From head-bopping anthems like “Get’cha Head In The Game” to weird numbers like “Bop to the Top,” High School Musical songs continue to slap sixteen years later.
You Can’t Help But Sing Along to the High School Musical Soundtrack
If you happened to be a preteen in 2006, you probably caught High School Musical fever.
You bought the merch. You learned the choreography. And you definitely knew all the words to “We’re All In This Together.” Singing it through the house, much to the mortification of your cooler, My Chemical Romance-obsessed siblings.
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Disney doubled up on the success of the first movie to produce two sequels within two years, High School Music 2 and High School Musical 3: Senior Year, respectively. Each adaption was accompanied by an unquestioningly catchy album that landed on the Billboard summit each year.
The movies were so successful, Disney relaunched the franchise in 2019 with a TV series, High School Musical: The Musical: The Show—talk about a mouthful!
The trilogy follows the lives of a high school class from junior to senior year. The iconic music undoubtedly provided the inspiration for many graduation mix tapes over the last sixteen years.
The original movies follow basketball star Troy Balton (Zac Efron), sweetheart Gabriella Montez (Vanessa Hudgens), and their friends as they overcome high school stereotypes and teen melodrama through the power of, uh, song and dance.
The young cast saw the movie’s success kickstart many careers. The performance of Zac Efron, Ashley Tisdale, and Vanessa Hudgens drew particular acclaim.
With the TV series set to debut its third season in 2022, we decided to take a walk down memory lane and see if the original musical numbers are as good as we remember.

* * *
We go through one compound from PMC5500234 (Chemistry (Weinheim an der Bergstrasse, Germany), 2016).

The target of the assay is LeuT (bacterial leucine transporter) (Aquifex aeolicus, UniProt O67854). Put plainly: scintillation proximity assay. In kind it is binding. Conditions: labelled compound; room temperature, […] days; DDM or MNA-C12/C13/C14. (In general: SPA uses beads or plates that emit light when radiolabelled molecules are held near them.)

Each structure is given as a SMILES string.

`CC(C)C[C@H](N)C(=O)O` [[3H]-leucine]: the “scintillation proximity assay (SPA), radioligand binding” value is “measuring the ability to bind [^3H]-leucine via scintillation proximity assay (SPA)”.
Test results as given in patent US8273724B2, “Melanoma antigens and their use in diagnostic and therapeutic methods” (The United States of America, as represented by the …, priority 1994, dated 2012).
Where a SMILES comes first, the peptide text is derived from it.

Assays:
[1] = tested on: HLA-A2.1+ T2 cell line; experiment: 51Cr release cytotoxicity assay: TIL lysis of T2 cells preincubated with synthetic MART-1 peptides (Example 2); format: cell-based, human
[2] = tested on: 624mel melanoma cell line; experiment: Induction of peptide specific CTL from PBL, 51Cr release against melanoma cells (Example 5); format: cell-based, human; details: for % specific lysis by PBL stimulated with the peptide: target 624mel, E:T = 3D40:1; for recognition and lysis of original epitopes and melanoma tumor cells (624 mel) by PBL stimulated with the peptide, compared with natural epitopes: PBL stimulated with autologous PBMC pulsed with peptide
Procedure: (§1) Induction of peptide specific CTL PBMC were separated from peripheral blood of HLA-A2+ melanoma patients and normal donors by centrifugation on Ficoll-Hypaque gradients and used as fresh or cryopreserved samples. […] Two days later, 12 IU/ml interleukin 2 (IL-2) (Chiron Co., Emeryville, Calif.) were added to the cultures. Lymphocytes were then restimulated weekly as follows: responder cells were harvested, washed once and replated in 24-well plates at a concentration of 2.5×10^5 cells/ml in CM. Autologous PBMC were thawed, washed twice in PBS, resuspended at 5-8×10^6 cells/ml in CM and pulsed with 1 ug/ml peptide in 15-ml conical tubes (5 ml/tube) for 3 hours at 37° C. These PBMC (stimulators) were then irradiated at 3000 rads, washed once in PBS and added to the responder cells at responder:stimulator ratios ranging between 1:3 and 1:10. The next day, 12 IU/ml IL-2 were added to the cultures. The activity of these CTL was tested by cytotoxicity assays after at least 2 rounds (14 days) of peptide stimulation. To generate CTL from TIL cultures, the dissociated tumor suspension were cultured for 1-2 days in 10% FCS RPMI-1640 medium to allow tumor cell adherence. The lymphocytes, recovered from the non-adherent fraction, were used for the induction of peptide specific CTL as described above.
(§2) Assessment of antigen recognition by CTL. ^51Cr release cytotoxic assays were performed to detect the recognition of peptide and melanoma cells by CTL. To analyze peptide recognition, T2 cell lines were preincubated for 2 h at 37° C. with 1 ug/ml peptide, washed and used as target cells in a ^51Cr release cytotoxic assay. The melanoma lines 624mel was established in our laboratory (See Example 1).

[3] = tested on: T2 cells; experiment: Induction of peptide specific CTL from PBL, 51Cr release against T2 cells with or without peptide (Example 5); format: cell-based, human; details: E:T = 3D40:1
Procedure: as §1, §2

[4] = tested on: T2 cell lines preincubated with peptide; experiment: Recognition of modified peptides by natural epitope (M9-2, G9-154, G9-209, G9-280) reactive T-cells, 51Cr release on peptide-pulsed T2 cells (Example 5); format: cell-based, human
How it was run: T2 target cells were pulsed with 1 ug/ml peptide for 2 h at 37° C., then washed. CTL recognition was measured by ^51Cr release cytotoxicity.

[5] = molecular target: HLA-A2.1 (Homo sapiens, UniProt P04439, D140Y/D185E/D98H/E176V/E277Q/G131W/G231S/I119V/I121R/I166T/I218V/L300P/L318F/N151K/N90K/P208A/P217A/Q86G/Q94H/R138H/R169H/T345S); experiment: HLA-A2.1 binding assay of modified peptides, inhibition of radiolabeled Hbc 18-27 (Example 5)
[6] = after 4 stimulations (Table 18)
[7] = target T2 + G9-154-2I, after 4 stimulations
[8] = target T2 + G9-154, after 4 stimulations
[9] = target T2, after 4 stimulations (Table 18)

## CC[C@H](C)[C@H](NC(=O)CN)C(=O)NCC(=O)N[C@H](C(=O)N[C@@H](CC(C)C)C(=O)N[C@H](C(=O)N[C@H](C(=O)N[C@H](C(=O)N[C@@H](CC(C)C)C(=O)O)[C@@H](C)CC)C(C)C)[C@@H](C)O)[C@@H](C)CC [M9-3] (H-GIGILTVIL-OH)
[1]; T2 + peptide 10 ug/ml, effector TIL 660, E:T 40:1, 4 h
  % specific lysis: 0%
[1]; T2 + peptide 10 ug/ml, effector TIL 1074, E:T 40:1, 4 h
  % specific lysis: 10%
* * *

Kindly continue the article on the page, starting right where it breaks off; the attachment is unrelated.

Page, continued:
The High School Musical Trilogy at a Glance
The original High School Musical soundtrack features an ensemble of fresh-faced singers that feel underdeveloped at some parts.
Supporting actress Ashley Tisdale was the powerhouse whereas lead actor Zac Efron did very little singing initially, with Drew Seeley providing vocals for Troy Balton in the first film. Fortunately, Efron and his castmates improve throughout the entire trilogy, offering a broad selection of bops and a few odd eggs.
Ranking the East High Music
Here’s every High School Music song ranked from worst to best:
Does anyone even remember this number? Sharpay (Ashley Tisdale) and Ryan (Lucas Grabeel) are the series’ best singers but not even they can make this song likable—and that may have been the point. (Remember, Sharpay was the films’ antagonist while Ryan was her pseudo-henchman twin brother.)
Between a petrified Troy Bolton and the potentially culturally insensitive lyrics, this song is too weird to like, even in a movie about musical theater.